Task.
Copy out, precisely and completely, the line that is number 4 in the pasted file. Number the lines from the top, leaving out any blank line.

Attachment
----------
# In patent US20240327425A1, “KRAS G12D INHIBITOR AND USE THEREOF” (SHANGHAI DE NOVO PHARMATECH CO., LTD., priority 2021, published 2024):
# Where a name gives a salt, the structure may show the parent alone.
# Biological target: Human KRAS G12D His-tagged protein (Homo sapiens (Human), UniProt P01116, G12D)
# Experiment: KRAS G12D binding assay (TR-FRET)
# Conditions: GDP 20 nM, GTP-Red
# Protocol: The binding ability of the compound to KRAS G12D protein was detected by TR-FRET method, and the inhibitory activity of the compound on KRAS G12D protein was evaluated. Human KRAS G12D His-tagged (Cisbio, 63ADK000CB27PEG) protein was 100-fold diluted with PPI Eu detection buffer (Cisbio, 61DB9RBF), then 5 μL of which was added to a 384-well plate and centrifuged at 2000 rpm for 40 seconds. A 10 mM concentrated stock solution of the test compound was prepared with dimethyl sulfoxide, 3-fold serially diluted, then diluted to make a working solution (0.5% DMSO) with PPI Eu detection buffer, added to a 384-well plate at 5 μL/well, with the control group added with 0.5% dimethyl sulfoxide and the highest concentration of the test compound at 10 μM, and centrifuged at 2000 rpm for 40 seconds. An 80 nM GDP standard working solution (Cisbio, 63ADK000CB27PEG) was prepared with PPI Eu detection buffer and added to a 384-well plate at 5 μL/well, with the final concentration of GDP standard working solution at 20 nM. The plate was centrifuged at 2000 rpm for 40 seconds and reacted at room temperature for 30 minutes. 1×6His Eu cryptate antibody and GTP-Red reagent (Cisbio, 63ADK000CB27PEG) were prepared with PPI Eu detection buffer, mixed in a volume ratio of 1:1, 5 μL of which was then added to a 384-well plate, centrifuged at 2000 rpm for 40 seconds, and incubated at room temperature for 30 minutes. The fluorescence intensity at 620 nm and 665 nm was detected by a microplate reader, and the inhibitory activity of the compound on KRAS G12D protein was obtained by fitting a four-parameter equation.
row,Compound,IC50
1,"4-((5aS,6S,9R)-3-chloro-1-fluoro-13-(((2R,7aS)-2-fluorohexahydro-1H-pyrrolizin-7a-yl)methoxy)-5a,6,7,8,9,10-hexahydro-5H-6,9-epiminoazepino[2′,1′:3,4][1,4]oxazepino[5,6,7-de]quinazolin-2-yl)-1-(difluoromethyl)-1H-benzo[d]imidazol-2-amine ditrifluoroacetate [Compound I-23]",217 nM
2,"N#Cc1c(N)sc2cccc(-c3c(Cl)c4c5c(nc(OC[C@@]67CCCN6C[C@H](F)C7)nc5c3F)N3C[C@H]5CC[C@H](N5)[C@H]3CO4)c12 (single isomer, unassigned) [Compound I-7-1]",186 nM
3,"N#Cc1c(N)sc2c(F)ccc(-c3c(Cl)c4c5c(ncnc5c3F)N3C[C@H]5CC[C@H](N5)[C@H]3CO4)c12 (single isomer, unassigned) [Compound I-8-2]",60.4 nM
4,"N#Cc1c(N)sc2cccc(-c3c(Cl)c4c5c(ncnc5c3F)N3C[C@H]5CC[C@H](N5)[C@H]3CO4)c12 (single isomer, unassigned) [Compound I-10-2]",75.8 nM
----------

# Experiment: KRAS G12D binding assay (TR-FRET)